The top of the heap is the Ryzen Threadripper 1950X, which boasts 16 cores, 32 threads, and 3.4GHz base clock, with a retail price of $US999, while the ever-so-slightly more modest 1920X has 12 cores, only 24 threads, and a slightly higher base clock of 3.5GHz, and retailing for $US799. Both will ship in early August.
AMD has a considerable advantage in terms of core count and I/O bandwidth.
In any case, we'll know for sure in about two weeks when these parts are scheduled to hit retail/e-tail shelves. But, statistically, you can not deny how much Ryzen family offers the performance, core count, more threads with lower cost than Intel's counterpart CPUs. By comparison, Intel's 12-core/24 thread i9 starts at US$1199.
The single-socket server avenue will allow AMD to offer a tailored solution for vendors with which Intel quite literally can not compete. There will be two SKUs, both featuring four cores and four threads, though the R3 1300X will have a 3.5/3.7 GHz base/boost clock speed, while the R3 1200 will have a lower 3.1/3.4 GHz base/boost clock speed. Both Threadripper processors will have higher base frequencies, partially offsetting some of Intel's IPC advantage.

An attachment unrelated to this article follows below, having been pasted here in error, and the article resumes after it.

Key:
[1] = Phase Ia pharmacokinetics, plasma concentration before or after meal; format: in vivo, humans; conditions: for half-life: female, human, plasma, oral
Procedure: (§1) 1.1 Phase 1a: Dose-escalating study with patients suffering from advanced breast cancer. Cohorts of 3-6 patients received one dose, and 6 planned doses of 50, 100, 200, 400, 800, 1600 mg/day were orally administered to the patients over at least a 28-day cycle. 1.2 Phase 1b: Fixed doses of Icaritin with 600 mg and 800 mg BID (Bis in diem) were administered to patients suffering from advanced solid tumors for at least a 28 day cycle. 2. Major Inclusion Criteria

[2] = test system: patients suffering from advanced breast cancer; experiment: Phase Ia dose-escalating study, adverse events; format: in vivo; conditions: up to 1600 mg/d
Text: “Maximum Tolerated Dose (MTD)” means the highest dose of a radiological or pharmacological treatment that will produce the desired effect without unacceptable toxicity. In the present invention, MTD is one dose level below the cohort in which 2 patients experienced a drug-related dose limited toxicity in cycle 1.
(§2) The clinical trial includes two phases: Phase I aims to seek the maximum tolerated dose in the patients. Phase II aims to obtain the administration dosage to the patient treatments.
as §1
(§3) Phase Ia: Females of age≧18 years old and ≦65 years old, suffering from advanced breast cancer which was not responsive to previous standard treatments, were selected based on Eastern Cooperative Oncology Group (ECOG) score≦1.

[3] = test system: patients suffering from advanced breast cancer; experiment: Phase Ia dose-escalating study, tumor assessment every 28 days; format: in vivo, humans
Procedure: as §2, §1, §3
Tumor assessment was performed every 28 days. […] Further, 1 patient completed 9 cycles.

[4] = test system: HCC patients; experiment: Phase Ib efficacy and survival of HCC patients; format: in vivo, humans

With that being said, it will be interesting to see how Intel's Core i9 pricing holds up in the coming months now that Ryzen Threadripper will be entering the fray. Although a launch is still a few weeks ahead, AMD has unexpectedly revealed specs and pricing on the first couple of models coming out in August. However, AMD employs solder while Intel stubbornly sticks to thermal paste, much to the ire of enthusiasts. As expected, they are considerably cheaper than their Intel counterparts.
The Threadripper 1950X has 16 cores to support 32 threads using simultaneous multithreading (SMT) technology.
AMD hopes its Epyc single-socket servers will be able to take significant market share from dual-socket machines, an area where Intel dominates and where AMD will have to combat it head-to-head. Single-socket servers offer advantages that a dual-socket server simply can not provide.
Only a pair of Ryzen 3 chips will be available when the lineup launches on July 27. The chip runs at a base clock speed of 3.4 GHz, boostable to 4 GHz. These chips will do battle with Intel in the low end of the market, which is perhaps the largest volume segment. More importantly, it costs a lot less than Intel's options even with the new platform factored in.